-STAY AWAY FROM THE INSTANT RAMEN. I know it’s cheap. I KNOW you like how easy it is. I don’t give one flying fuck. It’s awful for you, it isn’t cheaper than a bowl of rice with soy sauce, a fried egg, and some frozen peas, and it’ll kill you slowly. Just don’t, and ignore anyone’s advice about how it got them through college. Hell, if anyone’s advice involves doing what they did in college, take it with a grain of salt. There’s good advice sometimes, and a LOT of bad.
-AVOID THE JUNK FOOD AISLES. Chips, sugar cereals, premade salad dressings, sweet juice/pop, and processed foods like KD or tv dinners are not the way to go if you’re looking to get the most out of your dollar at the grocery store. They’re bad for you, they’re expensive relative to the cost of production, and they put a burden on your body that you’ll pay for down the line. Exceptions to this are staple sauces like a good soy sauce and fish sauce, grains and legumes, and canned veggies.
-CHEESE IS A LUXURY, SO TREAT IT LIKE ONE. If you’re gonna buy it I recommend buying less of it less often, and buying the good stuff when you do. Kraft block cheese only costs as little as it does because it’s the by-product of the real money-maker: whey protein production. If you’re gonna buy cheese, please support a real cheesemaker. The cheese lover in you will be happier for it.
-ALCOHOL IS ALSO A LUXURY. If you want a drink, I recommend doing it less often and drinking the good stuff. If you like the cheap stuff that’s fine, “good stuff” is all relative anyway. Just drink less and focus on quality over quantity, whatever your preferences are.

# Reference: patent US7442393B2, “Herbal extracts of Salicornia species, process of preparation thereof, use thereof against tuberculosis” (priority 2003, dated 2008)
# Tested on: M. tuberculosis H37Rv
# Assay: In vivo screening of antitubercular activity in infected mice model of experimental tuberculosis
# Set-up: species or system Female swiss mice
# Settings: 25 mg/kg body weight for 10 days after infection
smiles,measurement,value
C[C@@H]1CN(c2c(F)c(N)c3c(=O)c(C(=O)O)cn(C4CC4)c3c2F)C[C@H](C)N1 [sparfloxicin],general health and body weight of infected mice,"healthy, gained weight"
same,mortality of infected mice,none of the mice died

-MAKE YOUR OWN COFFEE, AND BUY A THERMOS. I know Starbucks is delicious. Guess what? You can find a recipe for every drink they make online, and then make it better. Some restaurants literally survive because they can sell coffee at a nearly 2000% markup. Truck stop diners and high-end coffee shops do this. I recommend making cold brew the night before, since you literally just have to strain it in the morning rather than brewing a pot.
-FINALLY, LEARN TO COOK. All of this information is fundamentally more useful if you know how to cook. Not knowing how to cook is a luxury afforded to those with the means to afford living in ignorance of this most basic human skill. You are living outside your means if you live in a well-off country, don’t make a least $60k a year, and can’t cook.
Best of luck to you all. Stay safe out there.
EDIT: A number of folks pointed out lots of things to me which I wasn’t aware of in regard to beekeeping, so I cut that section out as it was misrepresentative of the industry and failed to highlight key problems in it. Others felt I was being mean to vegans and vegetarians and regardless as to my intentions, I can see evidence that that whole section detracts from this list as a whole and isn’t informative enough to keep. I’ve removed it accordingly. Thanks for the feedback, positive or negative - keep doing good work ✌️
EDIT: Someone made a good point that grocery stores are all laid out different, and not everyone knows the “centre aisles” mantra. So I changed it to “Junk food aisles” for clarity.
EDIT: I somehow mistakenly said South African communities were effected by Quinoa production when in fact it’s primarily South American. Sorry ‘bout that.